Virgil (70BC-19BC) had come into the orbit of the very rich and politically well-connected Maecenas and according to the traditions was encouraged to work on a didactic poem – after several years work (37-29BC) Georgics was the result.
As the title suggests (from the Greek: georgein – to farm) it is chiefly concerned with farming and agriculture – a celebration of the joys of tillage, sowing, and harvesting as well as animal husbandry – all in the Mantuan poetasters trademark skillful and highly poetic language. In this work Virgil further solidifies his reputation for posterity as a master of the hexameter verse. In style the poem betrays a distinct Lucretian influence with tons of alliterative devices, frequent recourse to assonance and the expert and sensitive juxtaposition. It even boasts an epillyon (in book IV as it happens), a short epic poem within the work on an epic/mythic theme – the Georgic epillyon concerns itself with Aristaeus and how he found his bees…which brings me to the subject of book IV. Bees.
The first part is in line with the didactic tone of the work as a whole and is all about bees, their lives and habits and how to bring them up – honey being a treasured luxury item in ancient times, akin to a medicinal food possessing great life-giving virtues. You can still sense this when you look at the packaging and prices of some of the higher brands of Royal Jelly in modern pharmacies. Georgic Bees are upheld as a sort of ideal society minus the arts and recreation – a sort of coalition government paradise – where every member of society works like hell 24/7 for the queen or leader and drops dead when they are no longer useful – no cosy retirement for them! – this book could be very dangerous in the hands of the British DWP!!. Anyway tucked in amongst all this bucolic finery (towards the end of the book) is a most mellifluous taste of the downright bizarre – nectar for the lover of the downright odd and insane as it were – in the form of the ancient art of Bugonia. This rite is described elsewhere but here we have Virgil’s allusion to it in the text:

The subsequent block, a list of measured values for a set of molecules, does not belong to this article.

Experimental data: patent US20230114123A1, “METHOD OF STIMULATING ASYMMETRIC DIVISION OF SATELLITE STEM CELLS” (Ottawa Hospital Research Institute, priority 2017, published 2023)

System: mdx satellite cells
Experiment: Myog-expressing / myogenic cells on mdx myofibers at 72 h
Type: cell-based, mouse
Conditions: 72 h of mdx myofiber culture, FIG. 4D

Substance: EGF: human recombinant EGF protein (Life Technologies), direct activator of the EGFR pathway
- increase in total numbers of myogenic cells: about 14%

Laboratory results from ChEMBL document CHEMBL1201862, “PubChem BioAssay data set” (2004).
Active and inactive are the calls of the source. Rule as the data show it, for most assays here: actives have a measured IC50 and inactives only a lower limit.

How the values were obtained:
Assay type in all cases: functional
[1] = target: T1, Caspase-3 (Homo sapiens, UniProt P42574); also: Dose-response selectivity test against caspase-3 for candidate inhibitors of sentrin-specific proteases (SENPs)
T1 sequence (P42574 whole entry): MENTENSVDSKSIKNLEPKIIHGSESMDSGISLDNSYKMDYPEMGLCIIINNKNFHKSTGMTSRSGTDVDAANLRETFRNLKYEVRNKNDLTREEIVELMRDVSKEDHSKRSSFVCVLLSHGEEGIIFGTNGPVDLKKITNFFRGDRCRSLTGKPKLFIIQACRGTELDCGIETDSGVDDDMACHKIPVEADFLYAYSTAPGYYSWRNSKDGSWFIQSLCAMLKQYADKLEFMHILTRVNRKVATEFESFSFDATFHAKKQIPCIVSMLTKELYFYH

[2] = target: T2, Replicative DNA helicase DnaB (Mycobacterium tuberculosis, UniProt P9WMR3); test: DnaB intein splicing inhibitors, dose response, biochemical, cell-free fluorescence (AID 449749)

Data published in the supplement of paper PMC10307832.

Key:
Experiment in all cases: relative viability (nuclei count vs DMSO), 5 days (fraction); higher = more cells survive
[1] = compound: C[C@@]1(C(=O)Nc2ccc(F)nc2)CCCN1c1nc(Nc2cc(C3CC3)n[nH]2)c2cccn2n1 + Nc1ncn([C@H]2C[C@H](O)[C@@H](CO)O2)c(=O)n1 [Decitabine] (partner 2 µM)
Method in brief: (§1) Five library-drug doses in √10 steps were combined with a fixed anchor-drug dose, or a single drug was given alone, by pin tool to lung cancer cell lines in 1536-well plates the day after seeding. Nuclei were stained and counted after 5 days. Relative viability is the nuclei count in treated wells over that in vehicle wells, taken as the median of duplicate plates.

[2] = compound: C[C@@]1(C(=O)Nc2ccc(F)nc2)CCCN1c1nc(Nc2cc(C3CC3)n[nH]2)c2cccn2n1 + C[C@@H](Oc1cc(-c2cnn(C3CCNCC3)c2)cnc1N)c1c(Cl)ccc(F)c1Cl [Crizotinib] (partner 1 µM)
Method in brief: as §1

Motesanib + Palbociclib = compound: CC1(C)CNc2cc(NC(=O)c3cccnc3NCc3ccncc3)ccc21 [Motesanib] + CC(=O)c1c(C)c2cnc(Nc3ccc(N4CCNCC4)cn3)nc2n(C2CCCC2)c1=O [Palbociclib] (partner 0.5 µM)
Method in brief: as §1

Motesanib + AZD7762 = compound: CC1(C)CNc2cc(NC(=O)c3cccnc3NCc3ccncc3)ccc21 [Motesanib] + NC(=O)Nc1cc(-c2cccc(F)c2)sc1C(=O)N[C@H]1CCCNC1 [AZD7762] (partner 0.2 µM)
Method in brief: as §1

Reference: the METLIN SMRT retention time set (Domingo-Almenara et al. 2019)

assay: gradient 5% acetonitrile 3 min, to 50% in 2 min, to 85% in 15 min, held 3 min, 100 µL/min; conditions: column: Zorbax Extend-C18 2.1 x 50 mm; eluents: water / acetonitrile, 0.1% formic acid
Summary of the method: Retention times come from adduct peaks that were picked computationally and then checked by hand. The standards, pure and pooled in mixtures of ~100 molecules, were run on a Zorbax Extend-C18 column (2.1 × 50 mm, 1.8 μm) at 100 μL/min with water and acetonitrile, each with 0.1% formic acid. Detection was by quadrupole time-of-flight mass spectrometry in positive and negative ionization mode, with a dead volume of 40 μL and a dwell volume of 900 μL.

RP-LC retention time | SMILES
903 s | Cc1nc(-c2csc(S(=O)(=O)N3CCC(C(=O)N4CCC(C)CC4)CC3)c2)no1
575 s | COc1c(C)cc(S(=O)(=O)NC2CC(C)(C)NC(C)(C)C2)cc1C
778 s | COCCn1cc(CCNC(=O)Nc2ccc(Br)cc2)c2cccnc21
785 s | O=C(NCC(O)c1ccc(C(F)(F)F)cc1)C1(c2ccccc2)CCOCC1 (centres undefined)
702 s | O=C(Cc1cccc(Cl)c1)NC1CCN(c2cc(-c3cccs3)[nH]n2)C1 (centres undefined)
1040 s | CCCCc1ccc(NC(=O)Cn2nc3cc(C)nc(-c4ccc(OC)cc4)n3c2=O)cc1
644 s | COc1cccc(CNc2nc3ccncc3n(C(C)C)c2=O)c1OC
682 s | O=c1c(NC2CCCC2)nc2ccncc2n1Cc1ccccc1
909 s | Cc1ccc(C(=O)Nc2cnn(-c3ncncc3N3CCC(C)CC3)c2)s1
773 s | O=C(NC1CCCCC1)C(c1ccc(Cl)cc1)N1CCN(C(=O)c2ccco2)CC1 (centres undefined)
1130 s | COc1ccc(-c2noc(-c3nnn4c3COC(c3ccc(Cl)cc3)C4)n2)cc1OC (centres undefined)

‘Sed si quem proles subito defecerit omnis,
nec genus unde novae stirpis revocetur habebit,
tempus et Arcadii memoranda inventa magistri
pandere, quoque modo caesis iam saepe iuvencis
insincerus apes tulerit cruor’
‘But if anyone’s whole swarm has suddenly failed him and he knows not how to restore the race in a new line, then it is time to reveal the renowned trick of the Arcadian master, and the method whereby often in times past, the rotting gore of slain bulls has generated bees’
Virgil goes on to detail the peculiar rite which certainly has Egyptian overtones, Apis being the bull god most revered there since ancient times and the bee being a pharonic symbol of power. It may even have come down to us in the motif of the fleur-de-lis, a heavily stylised bee image.This mythic rite segues neatly into the epyllion and Aristaeus’s quest for the golden hive as it were, completing the change from didactic into epic (or mini-epic) and an echoing of Hesiod’s Works and Days. Virgil himself or perhaps with the Svengali like influence of Maecenas wished not only to emulate these greats that he loved and admired so much but also hoped to become the Roman equivalent. He was well on his way to achieving this – tradition has it that he and Maecenas took turns reading sections of the Georgics to Octavian back from the victory at Actium and presumably gaining his imperial approval and imprimatur. With his later and final epic work, The Aeneid, it could be said that he made that wish reality for all time